trons depends on the instantaneous power felt by the elec- with an accuracy of ± 10 ps.
trons. The optical geometry used in the experiment to focus
At the Neptune laboratory, the electron pulse ( ∼ 15 ps and control transversely the laser beam size is of particular
FWHM) and the longer CO2 laser pulse (∼ 240 ps FWHM) importance. In the original design, a 2.56 m focal length
have been synchronized in the past with a cross-correlation NaCl lens focused the laser in the middle of the undula-
method that was based on the e-beam controlled transmis- tor to a spot size of 340 µm with a Rayleigh range of 3.5
sion of CO2 through a Germanium sample. This technique cm to increase as much as possible the extent of the region
[12] constituted the first step of the synchronization proce- where the beam is more intense. The resulting peak inten-
dure also in the IFEL experiment. On the other hand, the sity is 2·1014 W/cm2 in the laser focus, about two orders of
cross-correlation measurement is conducted with the un- magnitude more than any previous IFEL experiment used
amplified laser pulse propagating through the final triple [7, 8]. Dealing with this very high laser intensities on the
passed, 2.5 m long multiatmosphere CO2 amplifier with no other hand had some disadvantages.
inversion of population and has an intrinsic systematic er- Experimentally, in fact, we were limited by damage
ror due to the different group velocity of the laser pulse threshold on the last optical elements of the CO2 transport
within the inverted medium of the final amplifier in com- line and we could not increase the f-number of the optical
parison with no-gain conditions. Moreover, fluctuations in geometry as we planned. For our typical pulse lengths of
laser power (gain in the final amplifier) ± 50 % cause fluc- 200 ps, we observed damage on the copper mirrors for flu-
tuations in the time of arrival of ± 50 ps. This jitter is ences above 3J/cm2 and on the single crystal NaCl optics
intrinsic in the laser amplification system and could not be for fluences above 2J/cm2 . In the end, we measured a spot
eliminated. In order to get very accurate information on size of 240 µm and Rayleigh range of 1.8 cm that, respect
the relative timing between the electrons and the amplified to the original design geometry, implied a stronger varia-
pulse on each shot, we set up a new streak camera based
timing diagnostics.
In Fig. 2, it is shown a typical picture of the streak cam-
20
era output. In the bottom left corner there is the reference 15 Streak lineout
a.u.

green pulse from the photocathode drive laser that is rep- 10 1170 ps
250 ps
5
0
0 500 1000 1500 2000
time (ps)
initial final
Undulator period 1.5 cm 5 cm
Magnetic field amplitude 0.16 T 0.65 T
K 0.2 2.8 Figure 2: Streak camera picture of photocathode driver ref-
Resonant energy 14.5 MeV 52 MeV erence (lower-left corner) and CO2 pulse. The screen cal-
ibration gives a measurement of the laser pulse length and
Table 2: RRCKI IFEL undulator parameters of the optimum delay between the reference and the CO2

New Concepts
646 P. M. Musumeci et al. / Proceedings of the 2004 FEL Conference, 644-647

2000 solved the Lorentz equation for the particle motion in the
1600
combined fields of the undulator magnet and laser beam
1200
(TREDI[13]). The same code was used to understand the
experimental results reproducing the experimental condi-
a.u.
800

400
tion, and, once we put the correct laser intensity profile
along the undulator, agree quite well with the experiment.
0
10 15 20 25 30 35
Electron energy (MeV) In Fig. 4 the simulated longitudinal phase-spaces at two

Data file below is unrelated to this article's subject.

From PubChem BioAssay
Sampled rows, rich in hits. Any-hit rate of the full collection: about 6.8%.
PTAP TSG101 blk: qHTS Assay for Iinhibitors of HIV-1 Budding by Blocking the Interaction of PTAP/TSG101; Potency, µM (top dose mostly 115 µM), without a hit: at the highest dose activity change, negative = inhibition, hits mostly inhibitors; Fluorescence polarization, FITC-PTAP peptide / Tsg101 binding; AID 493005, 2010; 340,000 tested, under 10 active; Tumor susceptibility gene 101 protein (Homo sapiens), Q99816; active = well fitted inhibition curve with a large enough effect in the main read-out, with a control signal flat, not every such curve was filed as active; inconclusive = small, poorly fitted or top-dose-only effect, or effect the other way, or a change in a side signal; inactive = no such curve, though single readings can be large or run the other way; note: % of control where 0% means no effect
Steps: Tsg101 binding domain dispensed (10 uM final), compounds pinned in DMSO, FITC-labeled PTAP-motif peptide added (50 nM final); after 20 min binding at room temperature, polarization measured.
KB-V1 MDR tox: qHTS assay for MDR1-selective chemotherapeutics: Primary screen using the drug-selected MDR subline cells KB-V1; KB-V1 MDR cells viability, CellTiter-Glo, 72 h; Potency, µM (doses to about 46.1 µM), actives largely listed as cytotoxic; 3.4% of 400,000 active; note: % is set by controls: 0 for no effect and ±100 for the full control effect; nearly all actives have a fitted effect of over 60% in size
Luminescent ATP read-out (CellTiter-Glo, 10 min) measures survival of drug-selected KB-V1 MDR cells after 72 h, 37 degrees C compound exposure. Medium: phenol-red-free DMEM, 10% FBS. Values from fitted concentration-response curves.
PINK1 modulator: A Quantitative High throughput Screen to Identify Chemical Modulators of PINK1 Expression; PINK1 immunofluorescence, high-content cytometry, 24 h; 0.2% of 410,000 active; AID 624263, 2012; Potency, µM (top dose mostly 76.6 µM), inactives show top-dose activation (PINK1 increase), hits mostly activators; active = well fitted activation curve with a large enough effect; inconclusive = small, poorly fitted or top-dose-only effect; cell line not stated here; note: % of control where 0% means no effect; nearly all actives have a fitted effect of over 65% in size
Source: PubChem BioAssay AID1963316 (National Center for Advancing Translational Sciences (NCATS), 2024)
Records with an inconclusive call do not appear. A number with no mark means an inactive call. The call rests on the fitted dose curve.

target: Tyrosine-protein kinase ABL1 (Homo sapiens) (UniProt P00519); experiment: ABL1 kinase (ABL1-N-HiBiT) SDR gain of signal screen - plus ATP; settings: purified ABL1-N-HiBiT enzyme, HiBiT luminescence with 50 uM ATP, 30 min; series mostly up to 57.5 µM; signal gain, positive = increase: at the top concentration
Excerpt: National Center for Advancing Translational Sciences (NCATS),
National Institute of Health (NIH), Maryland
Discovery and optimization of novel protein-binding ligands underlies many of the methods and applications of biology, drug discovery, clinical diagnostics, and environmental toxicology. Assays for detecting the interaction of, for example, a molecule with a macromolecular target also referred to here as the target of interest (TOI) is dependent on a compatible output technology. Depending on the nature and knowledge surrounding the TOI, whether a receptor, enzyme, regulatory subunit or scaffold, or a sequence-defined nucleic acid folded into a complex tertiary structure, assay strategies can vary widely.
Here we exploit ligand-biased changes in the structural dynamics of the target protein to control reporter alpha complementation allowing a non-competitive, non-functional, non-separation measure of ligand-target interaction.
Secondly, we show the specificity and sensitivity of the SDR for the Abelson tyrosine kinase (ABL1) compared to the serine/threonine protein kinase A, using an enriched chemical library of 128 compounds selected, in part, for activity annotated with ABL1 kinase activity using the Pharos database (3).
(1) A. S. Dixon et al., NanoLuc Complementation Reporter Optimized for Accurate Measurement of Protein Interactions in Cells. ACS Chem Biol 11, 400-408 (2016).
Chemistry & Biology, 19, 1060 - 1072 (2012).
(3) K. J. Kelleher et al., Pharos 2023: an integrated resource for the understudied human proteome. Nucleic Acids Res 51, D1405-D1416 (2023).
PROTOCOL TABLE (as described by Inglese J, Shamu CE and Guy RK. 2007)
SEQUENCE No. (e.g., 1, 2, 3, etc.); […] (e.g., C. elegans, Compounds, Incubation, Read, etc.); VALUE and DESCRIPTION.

different distances along the undulator are shown. The his-
tograms on the left of the graphs are the projection of the
phase-spaces on the energy axis. The simulation results al-
Figure 3: Single shot spectrum of the Inverse Free Electron lowed us to draw several conclusions.
Laser accelerator. More than 5 % of particles are acceler- First of all (Fig. 4a) that the IFEL acceleration mostly
ated to 35 MeV with 150 % energy gain takes place in the first section of the undulator (first 25 cm).
Few cm after the mid-point the laser intensity has decreased
below the trapping threshold and the designed tapering is
tion of the beam size along the interaction region, and with
too strong for the particles too follow. That allows us to
the same nominal focus position at the mid-point of the un-
infer an accelerating gradient of > 70 MeV/m.
dulator, a larger and less intense beam at the entrance and
exit of the undulator. Secondly, Fig. 4b shows the structure of the high en-
To trap and accelerate particles along the design reso- ergy side of the spectrum observed in the experiment. This
nant orbit, the ponderomotive IFEL gradient generated by structure is particularly interesting because experimentally
the laser electric field has to match the designed tapering it was reproducible shot to shot, ruling out the possibil-
gradient. If this is not the case, no trapping or acceleration ity of micro-structures present in the e-beam or the laser
are possible. Because of the differences between nominal beam. Instead, the structure is due to a different kind of
and measured Rayleigh range, it was found out necessary IFEL interaction that takes place in the second section of
to move the laser focus upstream from the nominal position the undulator.
to increase the intensity at the undulator entrance above the We know that efficient energy exchange between the
trapping threshold and start the acceleration process early transverse EM wave and the particles wiggling in the un-
in the undulator. Of course that would also cause the parti- dulator can only take place when the resonant condition is
cles to fall out of resonance soon after the mid point of the satisfied, and so the energy of the particles is such that in
undulator because of lack of enough ponderomotive force the electron’s rest frame the wiggling induced by the un-
to sustain the acceleration along the designed orbit. It was dulator has the same frequency of the wiggling induced by
found that the optimum position of the laser focus for the the laser. On the other hand, it is known that particles of a
power levels available, was 2 cm (one Rayleigh range) up- fixed energy going through an undulator interact not only